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Balwant Surti - Infosys Technologies Ltd.

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Is it really that Simple?

06 December 2012  |  3844 views  |  2

Banksimple, a website whose name says it all.  Now renamed Simple.com. All part of the value proposition of making banking simple, I guess.

For the benefit of those who are not yet familiar with Simple.com, it’s a cool front-end service that simplifies banking for customers. It connects with them through social media and eases money management. Which is something that banks have not yet been able to achieve. Will these types of services spell the end of traditional banking? Certainly (Bank) Simple thinks so, judging by its aggressive tag line - “get ready to leave your bank.” What can banks do to counter such threats?

Firstly, accept that customers do want banking to become simpler, right from depositing money, to cashing a check, to paying a bill. They want less procedure when opening an account or availing of a loan. They want to know the real cost of banking minus the suspense of hidden charges and fees. They want payment to be quick and efficient, whether through card, check, mobile phone or any other new means. Customers want easy, instant access to their bank at all times and places.  And they want all this simplicity free of cost, or at a nominal price, like any other essential service.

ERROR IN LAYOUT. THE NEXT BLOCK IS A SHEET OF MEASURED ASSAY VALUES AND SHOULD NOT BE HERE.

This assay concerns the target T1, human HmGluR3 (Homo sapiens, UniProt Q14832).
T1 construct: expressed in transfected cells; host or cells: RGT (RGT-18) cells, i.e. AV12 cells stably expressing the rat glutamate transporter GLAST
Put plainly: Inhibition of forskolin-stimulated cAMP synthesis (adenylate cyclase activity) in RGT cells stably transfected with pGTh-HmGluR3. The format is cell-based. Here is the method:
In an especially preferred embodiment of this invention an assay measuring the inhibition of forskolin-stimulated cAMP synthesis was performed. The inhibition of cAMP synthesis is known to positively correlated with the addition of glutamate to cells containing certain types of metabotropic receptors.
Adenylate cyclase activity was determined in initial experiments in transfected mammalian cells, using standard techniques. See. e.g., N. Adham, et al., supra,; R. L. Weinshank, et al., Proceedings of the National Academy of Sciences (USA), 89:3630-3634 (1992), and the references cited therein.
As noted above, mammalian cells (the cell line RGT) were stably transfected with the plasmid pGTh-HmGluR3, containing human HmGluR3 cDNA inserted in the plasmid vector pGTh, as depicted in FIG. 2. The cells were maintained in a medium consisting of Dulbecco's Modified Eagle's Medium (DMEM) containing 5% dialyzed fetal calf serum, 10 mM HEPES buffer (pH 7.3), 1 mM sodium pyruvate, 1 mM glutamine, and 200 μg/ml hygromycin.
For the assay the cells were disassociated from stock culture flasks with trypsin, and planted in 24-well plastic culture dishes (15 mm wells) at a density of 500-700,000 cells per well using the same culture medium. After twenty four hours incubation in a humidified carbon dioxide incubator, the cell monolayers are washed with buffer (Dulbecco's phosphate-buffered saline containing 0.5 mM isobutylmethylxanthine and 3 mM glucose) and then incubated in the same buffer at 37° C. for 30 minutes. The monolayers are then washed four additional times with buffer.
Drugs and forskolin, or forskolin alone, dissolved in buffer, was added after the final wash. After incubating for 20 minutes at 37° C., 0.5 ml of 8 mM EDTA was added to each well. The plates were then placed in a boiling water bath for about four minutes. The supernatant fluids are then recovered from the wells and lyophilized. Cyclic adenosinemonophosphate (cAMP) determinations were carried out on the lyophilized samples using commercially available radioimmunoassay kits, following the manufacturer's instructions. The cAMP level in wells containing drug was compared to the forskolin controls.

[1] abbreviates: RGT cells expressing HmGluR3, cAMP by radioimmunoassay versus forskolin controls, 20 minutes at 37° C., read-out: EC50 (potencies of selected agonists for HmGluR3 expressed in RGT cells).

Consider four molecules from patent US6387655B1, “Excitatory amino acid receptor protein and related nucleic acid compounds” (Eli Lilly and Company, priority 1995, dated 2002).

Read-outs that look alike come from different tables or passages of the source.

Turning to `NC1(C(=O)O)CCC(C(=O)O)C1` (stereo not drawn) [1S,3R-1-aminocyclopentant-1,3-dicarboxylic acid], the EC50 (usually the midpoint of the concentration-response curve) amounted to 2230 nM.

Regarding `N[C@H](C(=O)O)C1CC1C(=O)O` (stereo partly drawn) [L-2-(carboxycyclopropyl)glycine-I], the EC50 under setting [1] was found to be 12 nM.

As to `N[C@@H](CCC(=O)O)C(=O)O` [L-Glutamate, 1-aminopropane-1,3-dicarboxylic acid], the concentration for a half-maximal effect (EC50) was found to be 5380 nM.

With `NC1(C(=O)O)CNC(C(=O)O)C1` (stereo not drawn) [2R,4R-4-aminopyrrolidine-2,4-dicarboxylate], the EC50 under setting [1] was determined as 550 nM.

Are customers asking for too much? Not from their point of view. But putting up the infrastructure to support this demand isn’t that simple. Just think, seamless access across channels with 30-year-old legacy applications at the back end? Mobile phone operating systems, which change every year? And what about compliance with hundreds of regulations and privacy and security norms? Each year, the cost of running a bank goes up but margins don’t change much. Hence, banks are looking at new sources of revenue, one of which happens to be additional fees on consumer banking. When customers finally get wise to this and protest, regulators step in with protective laws, which again increases the legislative burden on banks. This is not the only problem. Security breaches are leading to risk mitigation mandates, like multi-factor authentication. Rising card and payment fraud is forcing banks to bolster fraud prevention systems to detect and stop the incidents in real time. Competition is forcing banks to acquire new analytical real time systems to lure customers away from rivals. Big Data is the new Big Brother.